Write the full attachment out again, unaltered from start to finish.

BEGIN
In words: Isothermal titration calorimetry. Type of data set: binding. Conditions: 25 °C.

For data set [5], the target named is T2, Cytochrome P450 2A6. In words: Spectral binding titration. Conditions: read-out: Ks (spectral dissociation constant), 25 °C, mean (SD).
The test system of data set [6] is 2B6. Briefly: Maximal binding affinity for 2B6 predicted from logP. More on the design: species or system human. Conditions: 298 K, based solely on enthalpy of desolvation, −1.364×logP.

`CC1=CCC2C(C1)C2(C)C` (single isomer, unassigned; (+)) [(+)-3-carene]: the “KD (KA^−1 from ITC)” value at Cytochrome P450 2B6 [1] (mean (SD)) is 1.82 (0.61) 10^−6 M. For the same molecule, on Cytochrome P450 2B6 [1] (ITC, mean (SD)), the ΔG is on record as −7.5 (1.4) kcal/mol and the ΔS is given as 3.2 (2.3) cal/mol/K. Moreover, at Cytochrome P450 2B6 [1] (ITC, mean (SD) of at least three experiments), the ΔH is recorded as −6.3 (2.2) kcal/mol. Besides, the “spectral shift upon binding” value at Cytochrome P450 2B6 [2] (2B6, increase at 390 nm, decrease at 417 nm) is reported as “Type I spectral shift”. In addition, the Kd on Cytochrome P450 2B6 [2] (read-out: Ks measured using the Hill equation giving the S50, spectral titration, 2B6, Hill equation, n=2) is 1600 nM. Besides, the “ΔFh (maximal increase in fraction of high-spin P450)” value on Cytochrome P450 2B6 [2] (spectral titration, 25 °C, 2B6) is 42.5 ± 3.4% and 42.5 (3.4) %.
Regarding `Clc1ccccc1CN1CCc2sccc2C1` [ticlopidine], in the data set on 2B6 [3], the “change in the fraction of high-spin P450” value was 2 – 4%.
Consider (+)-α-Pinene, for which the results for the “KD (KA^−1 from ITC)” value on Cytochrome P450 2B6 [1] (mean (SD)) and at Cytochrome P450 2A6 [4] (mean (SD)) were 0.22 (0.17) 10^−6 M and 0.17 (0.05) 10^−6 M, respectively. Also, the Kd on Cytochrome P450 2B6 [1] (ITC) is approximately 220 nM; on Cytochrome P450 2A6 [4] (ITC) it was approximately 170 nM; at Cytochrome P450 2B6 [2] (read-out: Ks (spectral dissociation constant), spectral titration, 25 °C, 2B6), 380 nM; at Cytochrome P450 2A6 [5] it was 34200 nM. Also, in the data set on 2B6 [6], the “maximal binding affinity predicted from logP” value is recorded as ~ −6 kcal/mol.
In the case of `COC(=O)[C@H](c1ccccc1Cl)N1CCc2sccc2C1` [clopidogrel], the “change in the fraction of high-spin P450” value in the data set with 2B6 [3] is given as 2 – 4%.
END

In words: Isothermal titration calorimetry. Type of data set: binding. Conditions: 25 °C.

For data set [5], the target named is T2, Cytochrome P450 2A6. In words: Spectral binding titration. Conditions: read-out: Ks (spectral dissociation constant), 25 °C, mean (SD).
The test system of data set [6] is 2B6. Briefly: Maximal binding affinity for 2B6 predicted from logP. More on the design: species or system human. Conditions: 298 K, based solely on enthalpy of desolvation, −1.364×logP.

`CC1=CCC2C(C1)C2(C)C` (single isomer, unassigned; (+)) [(+)-3-carene]: the “KD (KA^−1 from ITC)” value at Cytochrome P450 2B6 [1] (mean (SD)) is 1.82 (0.61) 10^−6 M. For the same molecule, on Cytochrome P450 2B6 [1] (ITC, mean (SD)), the ΔG is on record as −7.5 (1.4) kcal/mol and the ΔS is given as 3.2 (2.3) cal/mol/K. Moreover, at Cytochrome P450 2B6 [1] (ITC, mean (SD) of at least three experiments), the ΔH is recorded as −6.3 (2.2) kcal/mol. Besides, the “spectral shift upon binding” value at Cytochrome P450 2B6 [2] (2B6, increase at 390 nm, decrease at 417 nm) is reported as “Type I spectral shift”. In addition, the Kd on Cytochrome P450 2B6 [2] (read-out: Ks measured using the Hill equation giving the S50, spectral titration, 2B6, Hill equation, n=2) is 1600 nM. Besides, the “ΔFh (maximal increase in fraction of high-spin P450)” value on Cytochrome P450 2B6 [2] (spectral titration, 25 °C, 2B6) is 42.5 ± 3.4% and 42.5 (3.4) %.
Regarding `Clc1ccccc1CN1CCc2sccc2C1` [ticlopidine], in the data set on 2B6 [3], the “change in the fraction of high-spin P450” value was 2 – 4%.
Consider (+)-α-Pinene, for which the results for the “KD (KA^−1 from ITC)” value on Cytochrome P450 2B6 [1] (mean (SD)) and at Cytochrome P450 2A6 [4] (mean (SD)) were 0.22 (0.17) 10^−6 M and 0.17 (0.05) 10^−6 M, respectively. Also, the Kd on Cytochrome P450 2B6 [1] (ITC) is approximately 220 nM; on Cytochrome P450 2A6 [4] (ITC) it was approximately 170 nM; at Cytochrome P450 2B6 [2] (read-out: Ks (spectral dissociation constant), spectral titration, 25 °C, 2B6), 380 nM; at Cytochrome P450 2A6 [5] it was 34200 nM. Also, in the data set on 2B6 [6], the “maximal binding affinity predicted from logP” value is recorded as ~ −6 kcal/mol.
In the case of `COC(=O)[C@H](c1ccccc1Cl)N1CCc2sccc2C1` [clopidogrel], the “change in the fraction of high-spin P450” value in the data set with 2B6 [3] is given as 2 – 4%.